In this chapter, we’ll try to focus on recipes related to operating Redis servers, instead of programming applications or data modeling. These tasks vary widely, but include starting a Redis slave, upgrading an existing server, performing backups, sharding, and handling a dataset larger than your available memory.
One of the advantages of Redis over other key/value stores like
memcached is its support for
persistence—in fact, it even comes preconfigured with this support. This
functionality enables you to perform some operations that wouldn’t be
possible otherwise, like upgrading your server without down time or
Nevertheless, persistence should be configured in a way that suits your dataset and usage patterns.
The default persistence model is snapshotting, which consists of saving the entire database to disk in the RDB format (basically a compressed database dump). This can be done periodically at set times, or every time a configurable number of keys changes.
The alternative is using an
File (AOF). This might be a better option
if you have a large dataset or your data doesn’t change very
As previously stated, snapshotting is the default persistence mode for Redis. It asynchronously performs a full dump of your database to disk, overwriting the previous dump only if successful. Therefore, the latest dump should always be in your dbfilename location.
You can configure snapshotting using
save seconds keys-changed statements in your
configuration file, in the following format:
The snapshot will occur when both conditions match. A typical
example that ensures that all your data is saved every few minutes is:
save 600 1 which will perform a
snapshot every 10 minutes if any key in your server has
You can manually trigger snapshotting with the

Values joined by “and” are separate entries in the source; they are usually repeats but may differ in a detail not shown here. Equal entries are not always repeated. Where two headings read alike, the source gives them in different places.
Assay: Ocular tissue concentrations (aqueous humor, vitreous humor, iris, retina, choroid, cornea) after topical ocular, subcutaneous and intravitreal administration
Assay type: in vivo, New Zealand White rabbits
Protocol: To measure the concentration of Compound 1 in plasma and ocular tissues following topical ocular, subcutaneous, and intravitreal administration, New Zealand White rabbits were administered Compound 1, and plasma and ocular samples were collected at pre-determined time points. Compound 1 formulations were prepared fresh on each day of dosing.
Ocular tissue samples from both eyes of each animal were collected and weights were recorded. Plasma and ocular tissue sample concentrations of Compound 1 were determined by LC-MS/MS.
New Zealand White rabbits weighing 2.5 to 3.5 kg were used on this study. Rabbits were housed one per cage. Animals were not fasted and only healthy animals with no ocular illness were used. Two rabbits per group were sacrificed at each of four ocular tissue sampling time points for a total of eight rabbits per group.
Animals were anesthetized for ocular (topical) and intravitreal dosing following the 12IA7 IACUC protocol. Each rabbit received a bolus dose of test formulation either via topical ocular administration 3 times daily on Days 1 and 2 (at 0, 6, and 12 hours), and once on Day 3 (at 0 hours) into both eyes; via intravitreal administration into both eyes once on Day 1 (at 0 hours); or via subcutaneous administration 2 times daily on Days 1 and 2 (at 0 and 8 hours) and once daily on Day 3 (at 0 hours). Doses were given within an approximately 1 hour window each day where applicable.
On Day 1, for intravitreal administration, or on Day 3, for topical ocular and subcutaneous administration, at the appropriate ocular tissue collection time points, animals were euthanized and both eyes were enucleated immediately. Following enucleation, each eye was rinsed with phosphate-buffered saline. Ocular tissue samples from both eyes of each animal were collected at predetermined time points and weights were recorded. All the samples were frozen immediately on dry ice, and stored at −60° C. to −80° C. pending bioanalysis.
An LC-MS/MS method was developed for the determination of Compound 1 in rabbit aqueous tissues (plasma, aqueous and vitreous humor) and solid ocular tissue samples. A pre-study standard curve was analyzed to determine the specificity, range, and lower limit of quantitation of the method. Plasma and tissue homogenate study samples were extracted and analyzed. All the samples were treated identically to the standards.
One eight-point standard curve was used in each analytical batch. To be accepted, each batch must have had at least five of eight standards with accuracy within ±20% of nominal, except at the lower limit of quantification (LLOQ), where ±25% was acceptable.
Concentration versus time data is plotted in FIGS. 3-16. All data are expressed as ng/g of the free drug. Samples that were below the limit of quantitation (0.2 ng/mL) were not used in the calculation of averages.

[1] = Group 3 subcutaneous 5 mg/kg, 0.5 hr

BGSAVE forks the main Redis process
and saves the DB to disk in the background. Redis executes this
operation itself if you have SAVE statements in your configuration
SAVE performs the same operation as
BGSAVE but does so in the
foreground, thereby blocking your Redis server.
If you come to the conclusion that snapshotting is putting too
much strain on your Redis servers you might want to consider using
slaves for persistence (by commenting out all the
save statements in your masters and enabling
them only on the slaves), or using AOF instead. In particular, if you
have a big dataset or a dataset that doesn’t change often, consider
Append Only File
persistence mode keeps a log of the commands that change your dataset
in a separate file. Like most writes on modern operating systems, any
data logged to AOF is left in memory buffers and
written to disk at intervals of a few seconds using the system’s
fsync call. You can configure how
often the AOF gets synched to disk by putting
appendfsync statements in your
configuration file. Valid options are
fsync is not
safe, as it leaves the decision to your operating system about when
to actually write the data to disk.